Last edited: 17 January 2016      

Climates that are mostly dry and sunnyEdit

  • Solar cooking is most useful where there are a few hours midday at least six months of the year without rain, clouds, fog or dust storms.
Solar radiation map - Solarex

Deforestation and fuel scarcitiesEdit

Food versus charcoal

In a Nairobi, Kenya market each pile of food items costs the same as the pile of charcoal in the center of the circle. By using a CooKit or other solar cooker, people can buy food instead of fuel.

  • Cost: Families spend a large part of their income for cooking fuels that were once free or very cheap.
  • Labor: Many hours are spent gathering fuel from ever-longer distances. Children miss school to gather fuel.
  • Nutrition: Diets altered by insufficient cooking fuel cause malnutrition. For example, families reduce cooking to one meal a day or less, or barter food for fuel, or turn away from nutritious foods like beans, which require long hours of cooking.

Health and safety problemsEdit

  • Diseases: Widespread intestinal diseases cause child deaths from unsafe drinking water. Many suffer lung and eye diseases from smoke.
  • Injuries: Injuries from carrying heavy loads of fuel are common. Children suffer serious burns from open fires.
Main article: Health and safety

Other factors favoring solar cookingEdit

  • Cooking is already done outside and there are sunny areas where the cooker(s) and food can safely be left unattended.
  • Black cooking pots are already commonly used or aluminum pots with black paint.
  • Main meal(s) are at noon or later in the day or soon after sunset. See Heat storage.
  • Fires require constant attention to prevent food from burning.
  • Fires create soot requiring a lot of pot scrubbing and add heat to cooking areas on hot days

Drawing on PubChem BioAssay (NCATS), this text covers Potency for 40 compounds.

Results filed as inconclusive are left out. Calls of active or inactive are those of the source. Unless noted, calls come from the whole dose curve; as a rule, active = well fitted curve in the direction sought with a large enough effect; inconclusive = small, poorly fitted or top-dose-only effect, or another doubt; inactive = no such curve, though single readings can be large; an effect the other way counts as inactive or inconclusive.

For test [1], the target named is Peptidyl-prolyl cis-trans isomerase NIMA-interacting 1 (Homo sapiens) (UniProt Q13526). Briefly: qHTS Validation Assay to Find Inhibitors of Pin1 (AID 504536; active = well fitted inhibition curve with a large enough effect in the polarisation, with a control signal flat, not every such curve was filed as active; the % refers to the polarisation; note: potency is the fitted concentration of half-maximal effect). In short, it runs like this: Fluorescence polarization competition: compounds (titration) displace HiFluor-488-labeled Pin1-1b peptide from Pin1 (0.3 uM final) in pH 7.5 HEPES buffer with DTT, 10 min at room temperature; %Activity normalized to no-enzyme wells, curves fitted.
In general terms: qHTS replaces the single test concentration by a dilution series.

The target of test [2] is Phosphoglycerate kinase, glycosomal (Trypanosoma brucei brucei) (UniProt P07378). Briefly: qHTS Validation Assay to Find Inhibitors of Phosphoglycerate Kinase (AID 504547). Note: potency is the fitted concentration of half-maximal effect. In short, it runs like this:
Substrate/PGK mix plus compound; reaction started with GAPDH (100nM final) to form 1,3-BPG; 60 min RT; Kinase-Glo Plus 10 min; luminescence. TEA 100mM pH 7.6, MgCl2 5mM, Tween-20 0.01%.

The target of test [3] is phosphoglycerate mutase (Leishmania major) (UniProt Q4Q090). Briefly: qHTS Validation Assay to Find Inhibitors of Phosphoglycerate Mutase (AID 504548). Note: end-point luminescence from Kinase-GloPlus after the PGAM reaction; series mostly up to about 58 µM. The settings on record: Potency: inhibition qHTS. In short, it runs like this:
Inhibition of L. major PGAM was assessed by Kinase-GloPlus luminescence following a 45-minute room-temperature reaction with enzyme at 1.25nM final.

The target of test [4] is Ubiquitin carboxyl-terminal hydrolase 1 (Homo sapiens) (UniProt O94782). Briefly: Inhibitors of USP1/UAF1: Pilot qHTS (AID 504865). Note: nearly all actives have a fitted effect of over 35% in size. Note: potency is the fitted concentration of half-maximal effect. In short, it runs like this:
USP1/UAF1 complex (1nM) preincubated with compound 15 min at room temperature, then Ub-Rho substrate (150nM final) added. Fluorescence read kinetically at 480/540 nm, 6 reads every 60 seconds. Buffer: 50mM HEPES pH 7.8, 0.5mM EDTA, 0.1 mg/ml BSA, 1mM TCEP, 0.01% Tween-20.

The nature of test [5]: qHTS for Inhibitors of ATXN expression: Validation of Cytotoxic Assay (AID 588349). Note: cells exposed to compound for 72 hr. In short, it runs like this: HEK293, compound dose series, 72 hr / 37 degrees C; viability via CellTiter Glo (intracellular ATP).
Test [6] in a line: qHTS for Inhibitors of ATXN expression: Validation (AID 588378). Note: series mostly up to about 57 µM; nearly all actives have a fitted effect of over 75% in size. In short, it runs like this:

Factors that accelerate spread and useEdit

  • Training and ongoing follow-up is essential.
  • Transportation and communication systems are adequate to distribute supplies (it is easier to promote in cities and towns than remote rural villages).
  • A strong retailer distribution network helps.
  • Political stability is sufficient to allow people to travel and exchange information.
  • Gender roles allow/encourage women to participate in community groups and have some say in family financial matters.
  • Few families are employed in wood gathering, making charcoal or selling other fuels.
  • Public policies encourage – or at least not impede – sustainable technologies like solar cooking.
  • Local businesses or women’s organizations want to promote solar cooking and endorse local efforts.
  • Venture capital is available. This can be difficult as many funders expect dramatic results in unreasonably short times of two to five years. Costs of start-up and spreading public awareness are often high in new areas.

The 25 countries with the greatest potentialEdit

Solar Cookers International has determined that these 25 countries have the most solar cooking potential:

Main article: The 25 countries with the most solar cooking potential.

See alsoEdit

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